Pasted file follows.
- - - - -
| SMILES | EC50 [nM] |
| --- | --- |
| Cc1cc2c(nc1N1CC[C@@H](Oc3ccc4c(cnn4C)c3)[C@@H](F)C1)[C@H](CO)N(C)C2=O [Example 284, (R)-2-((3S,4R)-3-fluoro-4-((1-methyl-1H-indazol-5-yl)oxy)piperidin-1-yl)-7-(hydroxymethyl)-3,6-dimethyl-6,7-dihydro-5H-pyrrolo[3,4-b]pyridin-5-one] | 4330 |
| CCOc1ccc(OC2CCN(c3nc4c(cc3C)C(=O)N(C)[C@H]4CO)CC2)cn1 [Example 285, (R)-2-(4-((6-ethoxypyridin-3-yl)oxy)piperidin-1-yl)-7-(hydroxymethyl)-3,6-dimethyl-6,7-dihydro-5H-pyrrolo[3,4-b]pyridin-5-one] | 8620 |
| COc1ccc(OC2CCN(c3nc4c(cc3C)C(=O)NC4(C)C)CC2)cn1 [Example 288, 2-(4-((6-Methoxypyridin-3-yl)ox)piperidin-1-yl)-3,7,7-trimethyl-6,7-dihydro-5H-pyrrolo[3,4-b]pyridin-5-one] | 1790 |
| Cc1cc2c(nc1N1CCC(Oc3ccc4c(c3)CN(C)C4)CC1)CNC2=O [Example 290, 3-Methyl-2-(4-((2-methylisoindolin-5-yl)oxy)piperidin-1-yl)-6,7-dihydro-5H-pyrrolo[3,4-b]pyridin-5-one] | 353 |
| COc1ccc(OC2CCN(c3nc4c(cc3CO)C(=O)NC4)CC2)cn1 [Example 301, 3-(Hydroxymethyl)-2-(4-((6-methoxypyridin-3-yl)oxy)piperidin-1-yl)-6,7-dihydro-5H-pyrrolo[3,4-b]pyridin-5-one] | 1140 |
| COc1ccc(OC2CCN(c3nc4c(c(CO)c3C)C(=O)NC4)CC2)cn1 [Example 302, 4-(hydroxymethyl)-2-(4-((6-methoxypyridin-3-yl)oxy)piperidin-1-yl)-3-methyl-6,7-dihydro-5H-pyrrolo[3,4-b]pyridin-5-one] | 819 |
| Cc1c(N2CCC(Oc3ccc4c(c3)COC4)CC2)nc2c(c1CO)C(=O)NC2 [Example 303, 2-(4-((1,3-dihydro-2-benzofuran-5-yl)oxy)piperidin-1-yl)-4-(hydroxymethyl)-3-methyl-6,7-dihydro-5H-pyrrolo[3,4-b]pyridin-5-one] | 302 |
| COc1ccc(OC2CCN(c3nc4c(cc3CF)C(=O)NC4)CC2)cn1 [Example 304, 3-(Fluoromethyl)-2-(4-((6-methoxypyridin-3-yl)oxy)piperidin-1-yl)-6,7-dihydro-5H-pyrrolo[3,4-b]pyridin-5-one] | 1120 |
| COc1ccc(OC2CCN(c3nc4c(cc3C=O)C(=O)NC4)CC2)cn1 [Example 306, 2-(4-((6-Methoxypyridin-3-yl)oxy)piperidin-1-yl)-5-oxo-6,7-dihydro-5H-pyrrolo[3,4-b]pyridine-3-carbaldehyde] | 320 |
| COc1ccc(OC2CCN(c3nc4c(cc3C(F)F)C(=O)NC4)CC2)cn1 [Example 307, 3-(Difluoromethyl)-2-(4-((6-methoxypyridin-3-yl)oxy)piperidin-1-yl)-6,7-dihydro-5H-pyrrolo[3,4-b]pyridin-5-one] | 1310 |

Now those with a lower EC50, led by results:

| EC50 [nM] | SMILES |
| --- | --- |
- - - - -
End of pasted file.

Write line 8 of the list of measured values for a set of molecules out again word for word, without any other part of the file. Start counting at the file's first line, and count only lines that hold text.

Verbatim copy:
| COc1ccc(OC2CCN(c3nc4c(c(CO)c3C)C(=O)NC4)CC2)cn1 [Example 302, 4-(hydroxymethyl)-2-(4-((6-methoxypyridin-3-yl)oxy)piperidin-1-yl)-3-methyl-6,7-dihydro-5H-pyrrolo[3,4-b]pyridin-5-one] | 819 |